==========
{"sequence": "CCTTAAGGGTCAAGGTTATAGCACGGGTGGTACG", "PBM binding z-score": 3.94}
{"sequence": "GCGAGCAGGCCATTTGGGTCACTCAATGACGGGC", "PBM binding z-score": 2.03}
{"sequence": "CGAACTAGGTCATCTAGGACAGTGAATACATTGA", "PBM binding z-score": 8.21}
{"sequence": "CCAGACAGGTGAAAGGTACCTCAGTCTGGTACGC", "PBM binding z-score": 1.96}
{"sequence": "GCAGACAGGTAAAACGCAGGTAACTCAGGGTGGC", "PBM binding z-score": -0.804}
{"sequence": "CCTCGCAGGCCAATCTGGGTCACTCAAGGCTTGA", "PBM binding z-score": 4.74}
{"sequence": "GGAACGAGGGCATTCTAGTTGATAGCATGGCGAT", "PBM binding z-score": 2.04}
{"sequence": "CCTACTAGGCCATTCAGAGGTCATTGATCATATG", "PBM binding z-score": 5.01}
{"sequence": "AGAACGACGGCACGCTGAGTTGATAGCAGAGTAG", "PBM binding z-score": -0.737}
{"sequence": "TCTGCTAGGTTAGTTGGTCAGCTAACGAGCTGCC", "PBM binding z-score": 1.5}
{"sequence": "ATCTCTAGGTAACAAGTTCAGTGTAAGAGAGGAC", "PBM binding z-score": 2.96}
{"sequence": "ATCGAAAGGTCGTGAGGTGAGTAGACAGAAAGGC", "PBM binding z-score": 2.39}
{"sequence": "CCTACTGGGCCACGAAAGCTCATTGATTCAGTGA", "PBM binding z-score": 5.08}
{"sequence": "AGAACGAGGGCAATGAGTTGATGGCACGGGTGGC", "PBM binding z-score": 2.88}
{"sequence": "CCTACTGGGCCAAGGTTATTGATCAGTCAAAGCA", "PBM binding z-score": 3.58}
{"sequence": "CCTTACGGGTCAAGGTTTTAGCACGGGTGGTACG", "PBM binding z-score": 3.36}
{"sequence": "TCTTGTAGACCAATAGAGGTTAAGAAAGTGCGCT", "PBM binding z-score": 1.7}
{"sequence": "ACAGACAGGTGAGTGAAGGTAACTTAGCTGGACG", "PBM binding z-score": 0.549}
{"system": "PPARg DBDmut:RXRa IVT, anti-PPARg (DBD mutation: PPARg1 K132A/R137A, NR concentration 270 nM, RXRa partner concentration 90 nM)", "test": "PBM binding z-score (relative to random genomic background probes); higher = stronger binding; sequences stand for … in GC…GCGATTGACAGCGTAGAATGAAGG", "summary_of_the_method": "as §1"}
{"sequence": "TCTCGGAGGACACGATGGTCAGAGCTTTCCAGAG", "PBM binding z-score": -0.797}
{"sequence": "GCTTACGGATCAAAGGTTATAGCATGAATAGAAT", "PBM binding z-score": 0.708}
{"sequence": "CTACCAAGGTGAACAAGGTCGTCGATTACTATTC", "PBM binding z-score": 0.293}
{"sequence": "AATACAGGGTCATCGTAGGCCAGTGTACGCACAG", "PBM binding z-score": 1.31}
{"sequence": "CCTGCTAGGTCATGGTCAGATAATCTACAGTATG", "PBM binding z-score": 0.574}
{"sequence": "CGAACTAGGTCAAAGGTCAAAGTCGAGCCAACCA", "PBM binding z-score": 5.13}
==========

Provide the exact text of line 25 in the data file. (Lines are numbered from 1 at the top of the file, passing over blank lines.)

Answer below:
{"sequence": "CGAACTAGGTCAAAGGTCAAAGTCGAGCCAACCA", "PBM binding z-score": 5.13}